Blog: The Educated Reporter
The Educated Reporter herself is a bit busy on a time-consuming project this week that will surely make the rest of us all the more educated. In the meantime, I will occupy the TER chair for the week. Who am I? I am an educated (at times, miseducated, perhaps) reporter from the smaller world of Baton Rouge, the state capital of the great independent state of Louisiana. I cover schools in this medium-sized city and have been doing so for the past nine years.
I am busy on an EWA project this week, so in my place you’ll have the immensely capable, witty and intelligent Charles Lussier. Charles is an education reporter for the Baton Rouge Advocate. He’s a native of Florida but applying for citizenship to the independent state of Louisiana. I will miss you all but am happy to leave things in good hands.
Today I watched a screener of “The Lottery,” the Eva Moskowitz informercial—er, sorry, charter school documentary—that is making the film festival rounds and coming out in May. Sure, I got a little teary-eyed at the end; every detail of this film is set up for the viewer to believe that if these children do not get into one of Moskowitz’s Harlem Success Academies, they are doomed for life. The sad thing is, I had the feeling the five-year-olds at the lottery got that dispiriting message as well.
Time is running out to apply for scholarships to attend EWA’s annual conference, “Examining the Evidence,” which is taking place May 13-15 in San Francisco. What will you find there? Practical workshops in approaching the beat, new media and finding data. Panels featuring top-level wonks and real-life practitioners. Speeches by an Oscar-winning director (Davis Guggenheim of “An Inconvenient Truth”) and a hot-stuff magazine editor (Joan Walsh of Salon).
Every article about Texas textbooks contains that sentence about how the state’s decisions dictate what students will read in classrooms around the country, by virtue of its size and pull in the publishing industry.Given the wackadoo revisions the state is making to U.S.history, I was glad to read this piece by Kate Alexander in the Austin American-Statesman and this one&nb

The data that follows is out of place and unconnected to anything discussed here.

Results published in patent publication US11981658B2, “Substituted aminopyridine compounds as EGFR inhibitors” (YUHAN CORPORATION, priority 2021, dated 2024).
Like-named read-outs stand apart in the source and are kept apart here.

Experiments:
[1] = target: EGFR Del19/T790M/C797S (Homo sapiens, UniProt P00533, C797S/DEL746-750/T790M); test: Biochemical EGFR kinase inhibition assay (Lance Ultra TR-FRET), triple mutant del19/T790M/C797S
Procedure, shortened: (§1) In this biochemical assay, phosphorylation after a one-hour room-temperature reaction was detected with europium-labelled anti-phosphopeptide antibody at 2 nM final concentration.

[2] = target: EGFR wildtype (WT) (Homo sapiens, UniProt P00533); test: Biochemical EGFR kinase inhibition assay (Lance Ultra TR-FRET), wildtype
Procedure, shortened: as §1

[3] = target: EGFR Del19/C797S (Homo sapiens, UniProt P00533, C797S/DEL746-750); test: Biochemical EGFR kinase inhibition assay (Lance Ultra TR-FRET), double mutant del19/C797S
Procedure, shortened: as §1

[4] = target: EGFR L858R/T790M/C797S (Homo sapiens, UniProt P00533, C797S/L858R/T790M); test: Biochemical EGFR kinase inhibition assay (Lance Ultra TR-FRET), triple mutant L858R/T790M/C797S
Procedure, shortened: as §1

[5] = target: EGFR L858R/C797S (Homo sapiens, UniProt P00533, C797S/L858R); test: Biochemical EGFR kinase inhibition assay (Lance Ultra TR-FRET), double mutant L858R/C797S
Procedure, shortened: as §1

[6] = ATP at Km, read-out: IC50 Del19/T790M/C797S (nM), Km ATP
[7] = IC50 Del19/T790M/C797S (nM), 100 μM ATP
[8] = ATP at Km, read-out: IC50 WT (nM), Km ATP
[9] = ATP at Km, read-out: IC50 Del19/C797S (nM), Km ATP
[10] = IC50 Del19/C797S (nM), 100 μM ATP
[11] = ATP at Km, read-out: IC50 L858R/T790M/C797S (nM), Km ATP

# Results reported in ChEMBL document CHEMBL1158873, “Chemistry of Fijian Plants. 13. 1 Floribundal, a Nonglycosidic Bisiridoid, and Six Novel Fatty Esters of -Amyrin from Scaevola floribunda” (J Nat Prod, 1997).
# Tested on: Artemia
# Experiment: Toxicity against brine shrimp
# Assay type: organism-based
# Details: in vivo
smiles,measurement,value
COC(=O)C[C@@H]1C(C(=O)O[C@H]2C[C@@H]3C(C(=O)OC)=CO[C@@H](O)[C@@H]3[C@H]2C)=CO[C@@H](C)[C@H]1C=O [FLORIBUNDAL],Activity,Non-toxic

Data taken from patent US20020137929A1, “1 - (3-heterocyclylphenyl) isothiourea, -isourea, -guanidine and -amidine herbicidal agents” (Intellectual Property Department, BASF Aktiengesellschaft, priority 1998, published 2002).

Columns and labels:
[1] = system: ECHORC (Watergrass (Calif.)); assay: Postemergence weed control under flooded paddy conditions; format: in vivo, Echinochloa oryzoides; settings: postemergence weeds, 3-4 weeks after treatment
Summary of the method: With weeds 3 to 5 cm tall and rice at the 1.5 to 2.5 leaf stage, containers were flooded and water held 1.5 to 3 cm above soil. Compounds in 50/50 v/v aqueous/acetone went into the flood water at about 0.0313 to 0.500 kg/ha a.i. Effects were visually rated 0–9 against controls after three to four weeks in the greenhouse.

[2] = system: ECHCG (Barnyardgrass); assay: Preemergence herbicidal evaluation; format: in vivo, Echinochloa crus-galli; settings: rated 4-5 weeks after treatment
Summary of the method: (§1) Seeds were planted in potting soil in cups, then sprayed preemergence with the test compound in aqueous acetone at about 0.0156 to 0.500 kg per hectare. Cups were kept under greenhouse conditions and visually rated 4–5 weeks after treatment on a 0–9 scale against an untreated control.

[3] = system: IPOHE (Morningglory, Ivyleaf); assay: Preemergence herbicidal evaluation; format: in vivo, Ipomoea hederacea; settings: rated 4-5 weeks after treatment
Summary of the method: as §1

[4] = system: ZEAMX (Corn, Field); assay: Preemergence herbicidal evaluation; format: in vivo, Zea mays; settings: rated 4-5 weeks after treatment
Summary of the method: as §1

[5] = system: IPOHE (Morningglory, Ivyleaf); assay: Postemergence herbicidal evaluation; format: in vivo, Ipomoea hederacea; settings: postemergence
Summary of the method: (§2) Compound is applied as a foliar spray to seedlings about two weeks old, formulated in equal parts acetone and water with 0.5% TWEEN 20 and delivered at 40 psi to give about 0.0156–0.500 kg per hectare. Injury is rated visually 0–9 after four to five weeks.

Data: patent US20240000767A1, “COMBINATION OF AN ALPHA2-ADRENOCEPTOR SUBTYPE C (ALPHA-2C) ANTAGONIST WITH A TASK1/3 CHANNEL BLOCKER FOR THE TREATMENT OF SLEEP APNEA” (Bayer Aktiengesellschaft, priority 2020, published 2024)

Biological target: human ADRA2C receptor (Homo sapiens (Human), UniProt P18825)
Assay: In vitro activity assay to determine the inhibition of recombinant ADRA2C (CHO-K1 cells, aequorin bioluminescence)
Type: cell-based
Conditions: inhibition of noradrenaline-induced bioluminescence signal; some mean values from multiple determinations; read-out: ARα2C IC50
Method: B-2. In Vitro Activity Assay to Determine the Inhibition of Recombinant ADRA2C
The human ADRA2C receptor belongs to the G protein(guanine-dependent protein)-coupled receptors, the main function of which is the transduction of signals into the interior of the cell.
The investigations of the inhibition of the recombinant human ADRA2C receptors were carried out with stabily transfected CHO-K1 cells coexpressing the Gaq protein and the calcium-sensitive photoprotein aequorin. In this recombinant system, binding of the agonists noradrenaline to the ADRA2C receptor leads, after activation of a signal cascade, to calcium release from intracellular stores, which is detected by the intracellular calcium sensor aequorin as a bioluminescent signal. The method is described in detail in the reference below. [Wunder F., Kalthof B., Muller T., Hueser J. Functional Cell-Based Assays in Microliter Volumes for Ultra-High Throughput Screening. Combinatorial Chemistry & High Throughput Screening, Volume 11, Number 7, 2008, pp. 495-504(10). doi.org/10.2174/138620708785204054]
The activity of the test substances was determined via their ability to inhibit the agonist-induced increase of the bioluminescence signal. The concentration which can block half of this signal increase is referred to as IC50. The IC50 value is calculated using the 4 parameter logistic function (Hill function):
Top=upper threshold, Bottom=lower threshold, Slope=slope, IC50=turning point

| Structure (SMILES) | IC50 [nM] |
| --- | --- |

I need a guest blogger for next week, as I will be working on a secret, super-awesome project for EWA that you will learn about soon enough. If you are an education journalist of any sort and are interested in being considered, please contact me privately at the e-mail address at right.
I should start by saying I have no problem with the idea of testing students and holding people accountable. Sad that I have to assert this, but when you critique anything about standards and accountability in practice you are presumed by some to prefer the status quo, think all children can’t learn, hate minority children, be a moron or something else. But theory and practice are two different things, so let me start.
I went to a reporters’ roundtable this morning with Deborah Gist, the schools superintendent for Rhode Island. Someone asked her the question that struck me from the start: Why did this turnaround get so much media attention? As I mentioned before, many schools have gone through reconstitution that involved teachers having to reapply for their jobs.
Patrick Welsh is one of the best education writers at the Washington Post. Except he is not a Post employee; he is a high school English teacher who contributes often to the paper’s Outlook section. Check out this really interesting piece on what it felt like when his school, T.C. Williams in Alexandria, Va., was labeled “persistently low-achieving” a couple weeks ago.
Every team in John’s NCAA bracket—the schools with the lower graduation rate in each game—is out. He is in 87th place of 87 in his office pool. (Is there a booby prize?) The Completers are in 66th place as of Sunday night, with Cornell and Duke still alive. There’s no chance for a decent showing, but at least the Completers beat the Incompleters, which should please Arne Duncan.